Theorem 13. Assuming [mathematical expression not reproducible], for system (4) [??] = f(X, b) f([E.sub.2], b) = 0 for all [mathematical expression not reproducible]. The variational matrix of f at [E.sub.2], L = ([partial derivative]f/[partial derivative]X)([E.sub.2], b), has 2 strictly negative roots and 2 conjugate complex roots [lambda](b) = [alpha](b) [+ or -] i[beta](b) in the neighborhood ([b.sub.0] - [[delta].sub.0], [b.sub.0] + [[delta].sub.0]) of [b.sub.0], in which [beta](b) > 0, [alpha](b) changes sign when b passes through [b.sub.0], and [alpha]'([b.sub.0]) [not equal to] 0. Consequently, in a neighborhood U of [E.sub.2] and for any b [member of] ([b.sub.0] - [[delta].sub.0], [b.sub.0] + [[delta].sub.0]), the system [??] = f(X, b) has nontrivial periodical solutions in U.

Because we cannot find explicit algebraic expression for [b.sub.0], it is very hard to study the nature of periodical solutions that occur around [E.sub.2] when b is close to [b.sub.0] such as the amplitudes, periods, and their stability. However, we can make some statements about the general properties of these periodical solutions as follows.

(i) If [E.sub.2] is stable but not asymptotically stable, then any solution of system (3) in U is periodical in a surface.

(ii) If [E.sub.2] is asymptotically stable, then there is an asymptotically stable periodical solution [bar.X](t) in U when b is close to [b.sub.0]. Any solution inside [bar.X] will spiral into [E.sub.2] when time is increasing and any solution in U outside [bar.X] will spiral and emerge into [bar.X] when time is increasing.

(iii) If [E.sub.2] is unstable, then there is an asymptotically stable periodical solution [??](t) in U when b is close to [b.sub.0]. Any solution starting at nearby [E.sub.2] will spiral out and emerge into [??] when time is increasing, and any solution in U nearby outside [??] will move away from [??] when time is increasing.

We will use numerical simulations to confirm some of these situations. Lastly, we will not conduct the analysis for the bifurcations arising around the positive equilibrium points [E.sub.4] and [E.sub.5] because their formulas are extremely cumbersome and therefore we will treat this by numerical simulations in the next section.

We close Section 2 with the following theorem that summarizes the main results about the our model and its biological implications.

Theorem 14. The dynamical behaviors of system (4) can be described as follows.

(i) When (r/a)(1/N - 1) < K < 1/(a + e - aN), N < 1 + (1/2)(e/a + 1/r - [square root of ([(e/a + 1/r).sup.2] + 4/r))], and b > [bar.b] with [mathematical expression not reproducible], system (4) has at most 3 equilibrium solutions: [E.sub.0], [E.sub.1], and [E.sub.2]. [E.sub.0] is unstable. [E.sub.1] is globally asymptotically stable if [mathematical expression not reproducible] and unstable if [mathematical expression not reproducible]. [E.sub.2] is locally asymptotically stable if b [member of] [mathematical expression not reproducible].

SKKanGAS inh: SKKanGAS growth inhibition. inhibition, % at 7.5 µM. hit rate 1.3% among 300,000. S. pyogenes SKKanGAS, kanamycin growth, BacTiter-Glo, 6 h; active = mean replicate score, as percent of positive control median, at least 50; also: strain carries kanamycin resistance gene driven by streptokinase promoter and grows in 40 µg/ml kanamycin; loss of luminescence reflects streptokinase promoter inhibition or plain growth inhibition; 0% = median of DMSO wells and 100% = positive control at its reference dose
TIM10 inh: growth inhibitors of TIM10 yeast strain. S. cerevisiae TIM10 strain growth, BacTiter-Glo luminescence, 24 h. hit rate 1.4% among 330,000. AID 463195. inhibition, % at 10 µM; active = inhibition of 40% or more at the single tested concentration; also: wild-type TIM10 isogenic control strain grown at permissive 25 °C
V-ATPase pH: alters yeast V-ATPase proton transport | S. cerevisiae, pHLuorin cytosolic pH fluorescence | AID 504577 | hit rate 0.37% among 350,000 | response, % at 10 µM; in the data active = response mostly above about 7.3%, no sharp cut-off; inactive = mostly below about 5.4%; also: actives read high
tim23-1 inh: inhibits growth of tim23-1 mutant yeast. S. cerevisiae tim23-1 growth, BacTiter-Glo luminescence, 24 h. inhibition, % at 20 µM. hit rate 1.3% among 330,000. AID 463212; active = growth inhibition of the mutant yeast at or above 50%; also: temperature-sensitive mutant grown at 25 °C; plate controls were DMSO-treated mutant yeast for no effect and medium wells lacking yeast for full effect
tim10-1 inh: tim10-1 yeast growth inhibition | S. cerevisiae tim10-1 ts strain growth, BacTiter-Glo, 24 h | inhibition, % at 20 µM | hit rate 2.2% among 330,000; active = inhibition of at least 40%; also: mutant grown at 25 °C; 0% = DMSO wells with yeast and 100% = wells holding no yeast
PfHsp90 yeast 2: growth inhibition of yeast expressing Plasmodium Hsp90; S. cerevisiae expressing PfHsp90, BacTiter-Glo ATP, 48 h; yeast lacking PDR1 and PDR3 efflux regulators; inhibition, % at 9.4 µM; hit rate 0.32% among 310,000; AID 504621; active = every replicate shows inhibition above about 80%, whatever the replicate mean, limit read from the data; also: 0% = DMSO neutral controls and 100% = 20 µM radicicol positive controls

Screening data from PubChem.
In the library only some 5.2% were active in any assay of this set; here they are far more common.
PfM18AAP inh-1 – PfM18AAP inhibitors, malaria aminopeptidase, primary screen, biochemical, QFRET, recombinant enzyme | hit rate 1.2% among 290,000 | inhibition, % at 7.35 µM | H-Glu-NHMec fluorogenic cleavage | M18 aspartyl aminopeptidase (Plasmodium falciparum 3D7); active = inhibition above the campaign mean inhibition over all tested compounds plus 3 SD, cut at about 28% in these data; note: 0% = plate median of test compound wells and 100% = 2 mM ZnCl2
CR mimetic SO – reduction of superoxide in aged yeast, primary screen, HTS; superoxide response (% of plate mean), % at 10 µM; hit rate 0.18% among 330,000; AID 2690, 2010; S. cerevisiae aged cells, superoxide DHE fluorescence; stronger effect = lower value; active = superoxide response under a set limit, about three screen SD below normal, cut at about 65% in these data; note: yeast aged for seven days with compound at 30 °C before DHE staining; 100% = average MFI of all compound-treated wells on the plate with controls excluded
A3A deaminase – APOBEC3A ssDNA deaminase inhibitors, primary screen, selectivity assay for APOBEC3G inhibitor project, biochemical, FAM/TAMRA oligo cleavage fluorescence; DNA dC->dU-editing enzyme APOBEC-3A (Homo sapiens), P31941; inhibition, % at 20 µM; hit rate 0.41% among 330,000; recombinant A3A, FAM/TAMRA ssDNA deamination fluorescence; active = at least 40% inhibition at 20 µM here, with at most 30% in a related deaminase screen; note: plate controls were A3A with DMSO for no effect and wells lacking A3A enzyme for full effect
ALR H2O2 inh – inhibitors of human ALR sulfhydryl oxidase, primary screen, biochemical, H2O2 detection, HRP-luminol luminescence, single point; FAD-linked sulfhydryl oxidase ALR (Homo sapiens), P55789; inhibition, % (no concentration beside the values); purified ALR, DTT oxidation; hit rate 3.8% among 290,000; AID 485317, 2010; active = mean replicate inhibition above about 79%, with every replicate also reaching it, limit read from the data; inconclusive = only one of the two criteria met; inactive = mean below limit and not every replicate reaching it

(ii) When either K [less than or equal to] (r/a)(1/N - 1) or K > 1/(a + e - aN) and b = [bar.b] with g(K) > 0, system (4) has a unique positive equilibrium solution: [E.sub.3]. [E.sub.3] is unstable if [bar.b] < [[bar.b].sub.1]

(iii) When either K [less than or equal to] (r/a)(1/N - 1) or K> 1/(a + e - aN) and b < [bar.b] with g(K) > 0, system (4) has two distinct positive equilibrium solutions: [E.sub.4] and [E.sub.5]. [E.sub.4] and [E.sub.5] are unstable if [bar.b] < [[bar.b].sub.2,3].

(iv) When [mathematical expression not reproducible], there exist a neighborhood ([b.sub.0] - [[delta].sub.0], [b.sub.0] + [[delta].sub.0]) of [b.sub.0] and a neighborhood U of [E.sub.2], such that for any b [member of] ([b.sub.0] - [[delta].sub.0], [b.sub.0] + [[delta].sub.0]), system (4) has nontrivial periodical solutions in U.

Biologically, we have interpreted most parts of this theorem. We may emphasize some biological implications here. If the burst size is smaller than the critical value [mathematical expression not reproducible] and the relative immune decay rate is greater than 1, the virotherapy always fails. If the burst size is greater than [??] and smaller than another critical value [??], the immune free equilibrium is stable; that is, the tumor cells, infected tumor cells, and viruses coexist. When the relative immune killing rate is too small or too big compared to a relative immune survival rate (1/N), according to the burst size, the model can have one more or two more positive equilibria, and these positive equilibria are unstable. This gives a chance for the model to have periodical solutions. That is, the virus cannot eradicate the tumor and the virus, tumor cells, and immune cells fight each other forever.

For positive equilibria, [E.sub.3], [E.sub.4], and [E.sub.5], [E.sub.3] is difficult to obtain in practice because it requires a particular threshold of the burst size. In rat experiments, the virus burst size can be genetically changed as we want, but usually, we can ensure a range of the burst size in the process of genetic modification. [E.sub.4] and [E.sub.5] are unstable if the burst size is smaller than a threshold. Biologically, these two equilibria are not important because of their instability. The immune free equilibrium [E.sub.2] can be stable. If the burst size is made big enough, the tumor cell portion will be small in [E.sub.2]. On the other hand, the model can have periodic solutions. This may provide an opportunity for combining surgery with the phase where the tumor cell portion is in the lowest state.

3. Numerical Study and Discussion